Case Study 5: Amarbayasgalants Monastery
The following information has been extracted from the
Mongolian Buddhists Protecting Nature Handbook which can be downloaded in English and in Mongolian.
Located in Selenge Province in the far north, this is the country’s third biggest
monastery. Today about sixty novices and ordained monks are in residence – making
it one of the few Mongolian monasteries where monks actually live full time. In 2002
Amarbayasgalant Monastery established the NGO Amar Mur, which runs a centre
giving guidance to prisoners, orphans and children of disadvantaged families; it
organises seminars and training on Buddhism and invites Buddhist leaders to teach
In 2003 monks participated in an environmental training programme organised by
ARC and WWF, in which monasteries received training on climate change and
then participated in creating a publication in Mongolian, on the Sacred Sites of
In 2004, the monastery participated in a national Buddhist educational awareness
programme run by ARC in partnership with WWF. This combined practical training for
monks and herders to maintain springs as vital water sources for monks and herders,
with rituals to protect the springs and raise their significance for the local community.
This project was linked into the government’s Mongolian National Year of campaign.
With the influx of pilgrims and tourists, there is a critical concern about how to deal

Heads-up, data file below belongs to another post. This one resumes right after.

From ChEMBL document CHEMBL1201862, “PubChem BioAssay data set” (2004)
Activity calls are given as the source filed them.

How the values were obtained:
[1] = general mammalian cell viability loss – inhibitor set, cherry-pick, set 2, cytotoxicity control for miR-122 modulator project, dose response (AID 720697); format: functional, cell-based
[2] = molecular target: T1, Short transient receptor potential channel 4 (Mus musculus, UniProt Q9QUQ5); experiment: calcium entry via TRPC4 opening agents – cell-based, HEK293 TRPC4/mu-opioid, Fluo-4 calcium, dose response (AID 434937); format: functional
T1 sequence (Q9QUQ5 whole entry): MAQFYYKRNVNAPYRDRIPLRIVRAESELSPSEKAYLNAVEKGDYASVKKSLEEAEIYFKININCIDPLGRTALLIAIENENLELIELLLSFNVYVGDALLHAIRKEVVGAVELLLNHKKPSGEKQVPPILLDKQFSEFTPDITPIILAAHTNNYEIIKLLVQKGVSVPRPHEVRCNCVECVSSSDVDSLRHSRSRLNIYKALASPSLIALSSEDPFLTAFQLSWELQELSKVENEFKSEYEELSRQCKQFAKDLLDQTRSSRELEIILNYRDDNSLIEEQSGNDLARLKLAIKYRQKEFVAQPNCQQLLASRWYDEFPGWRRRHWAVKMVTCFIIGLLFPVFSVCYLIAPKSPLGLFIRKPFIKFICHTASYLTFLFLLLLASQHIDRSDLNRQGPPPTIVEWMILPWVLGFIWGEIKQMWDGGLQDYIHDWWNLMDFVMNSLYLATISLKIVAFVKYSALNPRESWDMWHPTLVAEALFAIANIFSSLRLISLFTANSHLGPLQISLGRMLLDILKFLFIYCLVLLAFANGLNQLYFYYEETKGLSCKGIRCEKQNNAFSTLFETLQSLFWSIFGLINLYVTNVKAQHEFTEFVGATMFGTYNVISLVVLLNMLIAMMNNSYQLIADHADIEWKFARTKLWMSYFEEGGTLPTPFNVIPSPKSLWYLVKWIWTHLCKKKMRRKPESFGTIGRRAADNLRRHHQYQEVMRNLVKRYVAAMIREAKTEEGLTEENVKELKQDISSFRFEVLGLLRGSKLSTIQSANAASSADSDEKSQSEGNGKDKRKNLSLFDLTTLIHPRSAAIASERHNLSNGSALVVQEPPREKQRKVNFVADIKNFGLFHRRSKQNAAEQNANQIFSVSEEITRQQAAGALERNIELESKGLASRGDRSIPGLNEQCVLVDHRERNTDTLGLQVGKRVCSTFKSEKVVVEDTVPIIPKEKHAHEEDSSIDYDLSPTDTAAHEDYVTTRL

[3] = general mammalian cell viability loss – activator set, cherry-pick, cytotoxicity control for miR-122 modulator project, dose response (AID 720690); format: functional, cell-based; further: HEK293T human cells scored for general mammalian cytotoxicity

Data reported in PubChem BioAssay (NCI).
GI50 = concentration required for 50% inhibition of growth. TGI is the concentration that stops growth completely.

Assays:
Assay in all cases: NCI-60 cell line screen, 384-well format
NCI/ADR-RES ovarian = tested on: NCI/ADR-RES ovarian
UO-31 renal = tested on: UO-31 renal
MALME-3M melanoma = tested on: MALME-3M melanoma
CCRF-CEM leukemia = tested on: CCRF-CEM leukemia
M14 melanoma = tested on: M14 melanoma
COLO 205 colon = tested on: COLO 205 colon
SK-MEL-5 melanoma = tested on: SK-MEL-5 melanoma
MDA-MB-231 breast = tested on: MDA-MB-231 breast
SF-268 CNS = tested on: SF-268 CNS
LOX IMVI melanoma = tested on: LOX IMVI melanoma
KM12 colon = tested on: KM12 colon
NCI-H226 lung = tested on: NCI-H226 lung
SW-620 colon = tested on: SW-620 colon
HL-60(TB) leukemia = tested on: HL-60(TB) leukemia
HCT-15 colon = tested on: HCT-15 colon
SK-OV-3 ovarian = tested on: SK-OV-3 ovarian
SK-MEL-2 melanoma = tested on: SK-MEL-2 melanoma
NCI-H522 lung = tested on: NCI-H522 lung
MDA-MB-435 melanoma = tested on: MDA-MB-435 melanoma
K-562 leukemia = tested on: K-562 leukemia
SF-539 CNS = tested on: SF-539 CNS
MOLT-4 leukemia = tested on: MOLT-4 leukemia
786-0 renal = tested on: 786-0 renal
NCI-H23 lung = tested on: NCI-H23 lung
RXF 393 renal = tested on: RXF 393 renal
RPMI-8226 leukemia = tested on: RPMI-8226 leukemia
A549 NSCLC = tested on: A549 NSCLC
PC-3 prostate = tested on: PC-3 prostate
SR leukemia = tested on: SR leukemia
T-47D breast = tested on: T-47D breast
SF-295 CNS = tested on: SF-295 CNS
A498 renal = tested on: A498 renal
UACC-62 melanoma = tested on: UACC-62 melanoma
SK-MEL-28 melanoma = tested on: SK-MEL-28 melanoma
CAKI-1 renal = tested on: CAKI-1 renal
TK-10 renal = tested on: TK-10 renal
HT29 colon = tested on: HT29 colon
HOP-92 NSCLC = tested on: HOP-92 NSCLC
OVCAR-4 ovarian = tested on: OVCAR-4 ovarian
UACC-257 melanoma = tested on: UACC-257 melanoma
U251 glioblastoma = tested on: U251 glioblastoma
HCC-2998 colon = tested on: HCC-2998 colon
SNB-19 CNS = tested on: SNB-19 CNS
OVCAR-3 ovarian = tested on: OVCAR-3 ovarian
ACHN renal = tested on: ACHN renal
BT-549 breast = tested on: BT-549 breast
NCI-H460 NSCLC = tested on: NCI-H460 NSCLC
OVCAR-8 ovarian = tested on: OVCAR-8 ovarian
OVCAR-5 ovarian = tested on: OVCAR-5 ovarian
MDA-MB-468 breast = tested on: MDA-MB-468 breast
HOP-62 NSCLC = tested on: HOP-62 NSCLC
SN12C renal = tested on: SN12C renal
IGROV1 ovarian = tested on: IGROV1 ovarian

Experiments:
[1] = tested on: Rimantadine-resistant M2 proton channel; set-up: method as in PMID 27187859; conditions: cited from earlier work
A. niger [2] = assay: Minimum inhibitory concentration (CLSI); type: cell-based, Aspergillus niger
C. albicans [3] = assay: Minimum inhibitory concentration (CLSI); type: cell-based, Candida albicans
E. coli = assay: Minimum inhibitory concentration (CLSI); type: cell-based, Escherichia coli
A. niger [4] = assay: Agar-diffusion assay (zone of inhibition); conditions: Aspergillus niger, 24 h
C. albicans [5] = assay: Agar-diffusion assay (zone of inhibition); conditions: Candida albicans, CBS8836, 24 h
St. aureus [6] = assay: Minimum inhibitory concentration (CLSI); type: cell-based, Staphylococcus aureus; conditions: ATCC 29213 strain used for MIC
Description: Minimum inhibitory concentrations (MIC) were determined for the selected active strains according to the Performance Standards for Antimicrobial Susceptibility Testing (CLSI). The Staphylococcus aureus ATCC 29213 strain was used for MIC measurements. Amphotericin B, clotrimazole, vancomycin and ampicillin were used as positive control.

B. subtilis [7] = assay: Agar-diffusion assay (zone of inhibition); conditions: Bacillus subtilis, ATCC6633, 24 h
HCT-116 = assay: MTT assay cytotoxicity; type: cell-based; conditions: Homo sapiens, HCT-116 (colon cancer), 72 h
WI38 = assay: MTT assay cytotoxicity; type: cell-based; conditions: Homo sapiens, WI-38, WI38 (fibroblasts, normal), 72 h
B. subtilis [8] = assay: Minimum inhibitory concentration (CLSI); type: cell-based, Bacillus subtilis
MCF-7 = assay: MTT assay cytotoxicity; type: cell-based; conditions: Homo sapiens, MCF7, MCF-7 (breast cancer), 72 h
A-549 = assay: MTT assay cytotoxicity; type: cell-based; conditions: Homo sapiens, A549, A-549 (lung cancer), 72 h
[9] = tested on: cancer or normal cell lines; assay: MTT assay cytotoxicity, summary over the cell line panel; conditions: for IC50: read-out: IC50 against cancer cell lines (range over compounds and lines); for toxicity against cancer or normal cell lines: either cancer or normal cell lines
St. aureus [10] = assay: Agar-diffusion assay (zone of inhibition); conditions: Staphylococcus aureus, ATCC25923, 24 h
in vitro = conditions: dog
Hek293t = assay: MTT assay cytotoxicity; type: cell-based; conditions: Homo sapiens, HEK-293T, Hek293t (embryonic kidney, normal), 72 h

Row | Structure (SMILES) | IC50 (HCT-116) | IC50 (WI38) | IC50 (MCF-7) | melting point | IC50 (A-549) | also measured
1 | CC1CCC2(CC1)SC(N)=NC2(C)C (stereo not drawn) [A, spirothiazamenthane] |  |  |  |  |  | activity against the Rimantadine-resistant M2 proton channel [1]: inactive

Background to the Monastery
Amarbayasgalant Monastery was established by order of Manchu emperor Enkh
Amgalan Khan, in honour of Undur Geghen Zanabazar (after whom Gandan’s
University was named). Construction began in 1726, and was completed ten years
later. In the 1930s all senior monks were executed and huge numbers of rare
religious relics and sutras destroyed. Amarbayasgalant Monastery became mere
ruins, abandoned until 1990 when it was restored and re-established.
Pages about Mongolian Environmental Wisdom, taken from the Handbook.
The Mongolian Lord of Nature.
Sacred texts, places and ovoos.
Traditional Environmental Law in Mongolia.
The work that the monks, in conjunction with ARC and the World Bank and others, are carrying out to rediscover the sutras about sacred land in Mongolia.
Do you want to support this?
For full contact and address details of Mongolian Buddhist Monasteries, please see page 57 of the
Handbook. And for details of local Development, Environmental and Educational NGOs, please visit pages 58-59 of the
Other links to Mongolian Buddhism and the Environment
Link here to access the news story about the launch of the Mongolian Buddhist Handbook.
here to download the Mongolian Buddhist Handbook in English. (Please note this file is 1.15MB)
here to download the Mongolian version of the Handbook.(A 2MB file.)
Link here to download the guide to the Mongolian Buddhists’ Eight Year Plan (this file is 4.13MB).
Link to Mongolian Case Studies.
here on how to make contact with the Sangha.
To download the A3 poster of a new thangka about Buddhists protecting Nature, link
Brief History of Mongolian Buddhism.
Buddhism and the Environment.
Women in Buddhism in Mongolia.
Key Figures in Mongolian Buddhism.
Key Meetings in Mongolia.
Mongolian Buddhists and Development.
Mongolian Buddhists and Ecology.
Mongolian Buddhist Hunting Ban.
The Lost Sutras.